FunnyJunk, LLC vs.

NOTE: The information and commentary contained in this database entry are based on court filings and other informational sources that may contain unproven allegations made by the parties. The truthfulness and accuracy of such information is likely to be in dispute. Information contained in this entry is current as of the last event mentioned in the "Description" section below; additional proceedings might have taken place in this matter since this event.


Threat Type: 








Verdict or Settlement Amount: 

On June 2, 2012, attorney Charles Carreon sent a letter on behalf of FunnyJunk, LLC ("FunnyJunk") to Matthew Inman, creator of, which threatened legal action on the basis of a May 2011 blog post by Inman titled "... read full description

Party Receiving Legal Threat:, Matthew Inman

Type of Party: 


Type of Party: 


Location of Party: 

  • Nevada

Location of Party: 

  • Washington

Legal Counsel: 

Venkat Balasubramani

On June 2, 2012, attorney Charles Carreon sent a letter on behalf of FunnyJunk, LLC ("FunnyJunk") to Matthew Inman, creator of, which threatened legal action on the basis of a May 2011 blog post by Inman titled "What should I do about".

In the post, Inman stated that he had discovered a number of his comics displayed without permission or attribution on FunnyJunk, and that he contacted FunnyJunk by email in an attempt to have them removed from the site. He claimed that FunnyJunk took down the images that were identified in the email, but that FunnyJunk had since "practically stolen [his] entire website and mirrored it on FunnyJunk." The post included screen shots of Inman's comics on, and links to FunnyJunk image boards containing his work (as well as that of other artists that Inman alleged had been republished without permission).  

A few days later, Inman posted an update that indicated FunnyJunk had removed some, but not all, of the content at issue.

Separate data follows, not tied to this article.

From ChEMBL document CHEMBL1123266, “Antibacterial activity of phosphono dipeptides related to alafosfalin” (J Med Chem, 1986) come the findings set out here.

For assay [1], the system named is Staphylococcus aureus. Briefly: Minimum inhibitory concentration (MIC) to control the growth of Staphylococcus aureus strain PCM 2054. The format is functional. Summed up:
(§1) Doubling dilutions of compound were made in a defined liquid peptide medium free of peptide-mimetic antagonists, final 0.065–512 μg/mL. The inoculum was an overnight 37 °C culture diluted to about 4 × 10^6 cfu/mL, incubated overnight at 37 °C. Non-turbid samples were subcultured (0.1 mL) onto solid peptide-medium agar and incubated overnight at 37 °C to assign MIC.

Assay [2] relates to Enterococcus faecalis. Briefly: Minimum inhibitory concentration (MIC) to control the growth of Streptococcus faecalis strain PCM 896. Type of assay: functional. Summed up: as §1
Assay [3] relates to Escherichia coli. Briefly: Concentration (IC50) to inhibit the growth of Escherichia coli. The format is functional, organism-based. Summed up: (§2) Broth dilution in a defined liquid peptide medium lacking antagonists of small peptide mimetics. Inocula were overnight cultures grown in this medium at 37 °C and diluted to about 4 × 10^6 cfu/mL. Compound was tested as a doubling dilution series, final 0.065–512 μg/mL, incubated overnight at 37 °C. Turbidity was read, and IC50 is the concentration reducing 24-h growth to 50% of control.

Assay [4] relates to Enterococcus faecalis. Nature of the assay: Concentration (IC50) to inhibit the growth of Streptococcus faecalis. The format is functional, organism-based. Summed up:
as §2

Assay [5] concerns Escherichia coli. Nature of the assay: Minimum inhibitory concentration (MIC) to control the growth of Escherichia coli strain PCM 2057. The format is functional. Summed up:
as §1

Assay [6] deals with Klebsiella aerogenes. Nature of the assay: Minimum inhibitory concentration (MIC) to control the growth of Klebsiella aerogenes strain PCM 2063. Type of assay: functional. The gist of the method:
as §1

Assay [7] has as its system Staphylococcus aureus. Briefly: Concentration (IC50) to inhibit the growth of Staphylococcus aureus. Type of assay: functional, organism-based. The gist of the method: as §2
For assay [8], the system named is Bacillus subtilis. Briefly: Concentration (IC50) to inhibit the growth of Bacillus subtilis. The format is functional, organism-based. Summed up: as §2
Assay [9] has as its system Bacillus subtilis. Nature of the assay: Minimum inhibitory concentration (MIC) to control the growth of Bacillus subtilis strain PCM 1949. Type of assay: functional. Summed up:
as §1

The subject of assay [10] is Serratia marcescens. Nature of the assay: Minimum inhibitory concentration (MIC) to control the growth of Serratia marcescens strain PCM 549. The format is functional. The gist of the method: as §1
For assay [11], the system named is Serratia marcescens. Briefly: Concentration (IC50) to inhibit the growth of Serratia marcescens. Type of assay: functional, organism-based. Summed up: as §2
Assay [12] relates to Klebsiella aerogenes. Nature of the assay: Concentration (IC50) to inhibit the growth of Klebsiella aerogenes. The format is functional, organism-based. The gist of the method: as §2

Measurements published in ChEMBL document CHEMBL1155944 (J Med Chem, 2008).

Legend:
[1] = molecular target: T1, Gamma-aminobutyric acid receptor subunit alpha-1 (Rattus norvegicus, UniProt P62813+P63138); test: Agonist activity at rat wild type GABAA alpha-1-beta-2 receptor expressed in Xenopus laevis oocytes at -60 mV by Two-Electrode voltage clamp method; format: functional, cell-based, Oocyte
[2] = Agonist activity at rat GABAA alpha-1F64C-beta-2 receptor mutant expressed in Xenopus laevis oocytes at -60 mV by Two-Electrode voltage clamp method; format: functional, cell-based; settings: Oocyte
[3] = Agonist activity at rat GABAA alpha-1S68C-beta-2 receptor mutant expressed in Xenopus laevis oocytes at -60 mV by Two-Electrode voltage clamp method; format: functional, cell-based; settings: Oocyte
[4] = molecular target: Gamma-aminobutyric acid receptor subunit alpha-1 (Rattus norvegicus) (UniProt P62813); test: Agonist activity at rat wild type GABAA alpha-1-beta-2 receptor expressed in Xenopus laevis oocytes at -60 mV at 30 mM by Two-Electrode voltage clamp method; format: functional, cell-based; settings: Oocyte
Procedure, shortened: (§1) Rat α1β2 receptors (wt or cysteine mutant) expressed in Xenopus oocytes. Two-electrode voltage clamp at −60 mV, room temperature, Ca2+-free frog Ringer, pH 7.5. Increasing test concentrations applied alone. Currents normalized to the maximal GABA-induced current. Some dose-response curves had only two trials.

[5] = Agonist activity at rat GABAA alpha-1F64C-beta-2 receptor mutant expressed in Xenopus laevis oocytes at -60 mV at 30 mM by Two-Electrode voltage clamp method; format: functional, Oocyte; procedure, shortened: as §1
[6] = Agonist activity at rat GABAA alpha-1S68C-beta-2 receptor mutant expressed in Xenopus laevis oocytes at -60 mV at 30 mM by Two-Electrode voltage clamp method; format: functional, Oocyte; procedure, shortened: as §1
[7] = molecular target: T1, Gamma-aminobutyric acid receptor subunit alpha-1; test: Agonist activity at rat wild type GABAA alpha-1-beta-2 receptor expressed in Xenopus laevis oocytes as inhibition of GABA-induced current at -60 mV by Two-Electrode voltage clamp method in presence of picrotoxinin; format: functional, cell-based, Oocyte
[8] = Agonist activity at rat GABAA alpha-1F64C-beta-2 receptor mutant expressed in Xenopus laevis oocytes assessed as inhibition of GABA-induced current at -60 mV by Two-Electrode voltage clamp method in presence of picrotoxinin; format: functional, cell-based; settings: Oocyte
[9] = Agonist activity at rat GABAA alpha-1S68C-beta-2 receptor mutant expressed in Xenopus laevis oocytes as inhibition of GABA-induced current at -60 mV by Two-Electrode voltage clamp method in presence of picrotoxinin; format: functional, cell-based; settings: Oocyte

The June 2 letter from FunnyJunk included a copy of Inman's original post, and alleged that statements made therein constituted a false accusation of willful copyright infringement. Thus, it stated, Inman "exposed [himself] to a lawsuit for defamation per se, in which damages are presumed." The letter also alleged that Inman had engaged in false advertising in violation of the Lanham Act. It concluded by demanding the immediate removal of all mentions of FunnyJunk from and the payment of $20,000.

On June 11, 2012, Inman formally responded to the June 2 letter through his attorney, Venkat Balasubramani. The response letter denied FunnyJunk's claims that the original post was defamatory and constituted a violation of the Lanham Act. The response letter pointed out that FunnyJunk did not appear to have filed a notice of designation naming an agent as required of service providers who seek to rely on the Digital Milennium Copyright Act, placing FunnyJunk in a position where it might be held responsible for third-party infringements. 

On June 12, 2012, Inman issued an informal response to the letter in a post entitled "FunnyJunk is threatening to file a federal lawsuit against me unless I pay $20,000 in damages," published on Inman included an annotated copy of the June 2 letter, and proposed that he would raise $20,000 in donations and donate the money to two charitable organizations: the National Wildlife Federation, and the American Cancer Society. A link was provided to the fundraising website 

On June 15, 2012, Carreon filed a lawsuit in his own name against Inman, Indiegogo, Inc., the American Cancer Society, the National Wildlife Federation and 100 anonymous Internet users for their role in the fundraising effort. As of July 20, 2012, no further action appears to have been taken by FunnyJunk. 


    Publication Medium: 


    Subject Area: 

    • Copyright
    • Defamation
    • Third-Party Content
    • Blogs
    • User Comments or Submissions
    Court Information & Documents


    • Washington

    Source of Law: 

    • United States

    Relevant Documents: